The team at Habitat for Humanity Choptank, which is headquartered in Trappe, envisions “a world where everyone has a decent, affordable place to live.” As CEO JoAnn Hansen would say, they’re accomplishing this in Dorchester and Talbot Counties one neighborhood at a time. Right now, that neighborhood is on Wells Street in Cambridge.
“We plan on building twelve new houses,” explained Hansen. “We originally purchased a number of properties pre-COVID on tax sale. And then additional properties we’ve purchased over time through landlords who were using the houses as rentals, and we looked at whether those house could be rehabilitated and they couldn’t. And so we ended up tearing those down. In that place will go new houses.”
With a grant from the Federal Home Loan Bank’s Community Reinvestment Act funds, HFHC is building eight of those twelve dwellings. The first is already occupied, the house at 610 Wells Street will become a home shortly, another home buyer will take possession this fall, and a fourth will move in by the end of the year.
“The home dedication for  is scheduled for August 26th at 9am,” said Hansen. “And that’s an event that we invite, obviously, the friends and family members of the home buyer, but we also invite the community to participate. It’s an open house that allows people to come in and tour the house before the home buyer takes possession and moves in. And it’s just really a nice celebration.”
At the same time, Habitat is using a Community Development Block Grant from the city for the infrastructure. This will include new sewers, a sidewalk, street lamps, and road repaving, to be finished in early November.
Four more homes will be done with people in them by July of next year, and the last four of twelve will be finished the year after that. Meanwhile, the area around these new houses might benefit, as well.
“What starts to happen when we build new homes in the neighborhood, it starts to spark home improvements,” said Hansen. “Not just by Habitat but by homeowners, by landlords, seeing people take pride in their neighborhood. I think how people feel even walking through the neighborhood, because you can just see hope. You can see it, you can feel it.”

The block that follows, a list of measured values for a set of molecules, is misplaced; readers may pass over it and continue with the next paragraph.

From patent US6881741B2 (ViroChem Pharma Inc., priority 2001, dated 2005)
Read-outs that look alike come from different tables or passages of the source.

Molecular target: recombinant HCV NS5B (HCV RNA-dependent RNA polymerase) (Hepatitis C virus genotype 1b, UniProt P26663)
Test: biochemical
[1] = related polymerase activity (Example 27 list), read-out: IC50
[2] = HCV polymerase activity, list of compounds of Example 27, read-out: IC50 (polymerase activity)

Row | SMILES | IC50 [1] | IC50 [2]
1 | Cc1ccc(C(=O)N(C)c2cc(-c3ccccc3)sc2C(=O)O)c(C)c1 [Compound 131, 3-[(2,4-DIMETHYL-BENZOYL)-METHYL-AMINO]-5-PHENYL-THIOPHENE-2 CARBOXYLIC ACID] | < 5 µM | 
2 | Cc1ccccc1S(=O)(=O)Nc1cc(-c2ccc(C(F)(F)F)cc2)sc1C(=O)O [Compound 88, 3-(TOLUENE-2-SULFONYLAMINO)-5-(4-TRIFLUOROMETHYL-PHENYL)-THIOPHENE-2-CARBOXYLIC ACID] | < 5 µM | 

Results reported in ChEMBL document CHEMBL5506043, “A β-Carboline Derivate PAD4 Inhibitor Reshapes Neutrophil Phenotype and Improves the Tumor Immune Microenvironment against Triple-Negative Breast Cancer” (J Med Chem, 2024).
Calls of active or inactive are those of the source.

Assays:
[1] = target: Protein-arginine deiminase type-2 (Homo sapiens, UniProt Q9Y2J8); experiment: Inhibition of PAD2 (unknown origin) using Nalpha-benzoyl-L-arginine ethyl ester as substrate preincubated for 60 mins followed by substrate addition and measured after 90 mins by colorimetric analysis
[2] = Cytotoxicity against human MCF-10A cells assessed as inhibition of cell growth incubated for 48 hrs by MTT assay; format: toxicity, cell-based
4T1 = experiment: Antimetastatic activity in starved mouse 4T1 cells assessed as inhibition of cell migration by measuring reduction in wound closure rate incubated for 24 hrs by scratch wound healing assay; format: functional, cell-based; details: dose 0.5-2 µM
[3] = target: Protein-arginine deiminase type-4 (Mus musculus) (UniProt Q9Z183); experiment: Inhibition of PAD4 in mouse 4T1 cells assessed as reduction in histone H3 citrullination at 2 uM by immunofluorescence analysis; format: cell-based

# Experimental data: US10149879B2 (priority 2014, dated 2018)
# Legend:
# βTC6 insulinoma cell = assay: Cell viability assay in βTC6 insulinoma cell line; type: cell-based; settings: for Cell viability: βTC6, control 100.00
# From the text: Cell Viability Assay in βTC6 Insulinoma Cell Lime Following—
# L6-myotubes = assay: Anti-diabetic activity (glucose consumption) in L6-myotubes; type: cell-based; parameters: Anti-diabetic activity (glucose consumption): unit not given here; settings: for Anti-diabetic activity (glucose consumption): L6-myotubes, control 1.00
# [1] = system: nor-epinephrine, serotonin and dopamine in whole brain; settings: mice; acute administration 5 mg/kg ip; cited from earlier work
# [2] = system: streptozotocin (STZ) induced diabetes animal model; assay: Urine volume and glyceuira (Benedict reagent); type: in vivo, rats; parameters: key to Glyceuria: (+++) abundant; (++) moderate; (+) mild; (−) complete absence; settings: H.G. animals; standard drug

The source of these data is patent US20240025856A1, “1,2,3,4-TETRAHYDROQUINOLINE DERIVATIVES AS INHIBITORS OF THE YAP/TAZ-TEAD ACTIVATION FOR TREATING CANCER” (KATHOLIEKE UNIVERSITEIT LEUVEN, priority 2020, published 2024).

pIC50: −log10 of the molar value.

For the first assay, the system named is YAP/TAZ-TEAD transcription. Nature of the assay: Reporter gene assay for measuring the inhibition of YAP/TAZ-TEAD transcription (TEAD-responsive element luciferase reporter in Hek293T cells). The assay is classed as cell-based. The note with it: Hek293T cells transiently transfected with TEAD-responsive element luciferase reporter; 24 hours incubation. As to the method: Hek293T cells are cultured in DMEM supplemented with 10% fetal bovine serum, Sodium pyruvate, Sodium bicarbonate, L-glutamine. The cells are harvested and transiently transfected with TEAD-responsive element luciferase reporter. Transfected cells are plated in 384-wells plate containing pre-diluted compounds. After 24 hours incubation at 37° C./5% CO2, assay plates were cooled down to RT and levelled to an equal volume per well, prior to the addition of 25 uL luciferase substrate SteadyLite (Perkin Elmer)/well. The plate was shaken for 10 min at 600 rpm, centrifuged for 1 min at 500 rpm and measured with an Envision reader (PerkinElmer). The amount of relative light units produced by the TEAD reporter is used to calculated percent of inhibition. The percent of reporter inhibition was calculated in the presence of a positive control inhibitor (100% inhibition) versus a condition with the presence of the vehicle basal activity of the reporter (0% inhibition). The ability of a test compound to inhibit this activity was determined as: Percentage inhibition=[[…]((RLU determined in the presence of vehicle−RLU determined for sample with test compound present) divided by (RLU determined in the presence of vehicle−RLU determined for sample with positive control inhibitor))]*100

So, Habitat also offers a repair program, which they fund with other government grants. They try to focus on areas where they’re building new houses, and in this case the state has allocated resources to be used specifically around Pine Street, which connects to Wells. The owners who benefit from the repairs are obligated to remain in their homes for five years, because Habitat and the state don’t want to see public funds go toward houses that will be flipped and sold.
The staff at HFHC spends time educating homeowners seeking repairs in order to decide if staying in their house is even the best thing to do. After all, there may not actually be enough money available to make all the needed fixes. The cost of lead abatement and asbestos removal alone could run upwards of $75,000. Then there might be electrical, drywall, plumbing, mold, siding, roof, and/or foundation.
Since HFHC also works in Talbot County, they have ten houses currently under construction in Easton in some phase, all with home buyers attached. Four of them are modulars on Prospect Avenue, and six are in the Hill District, with five being new homes and one a rehab. But, for the foreseeable future, most of Habitat Choptank’s endeavors will be concentrated in Dorchester, where they own property.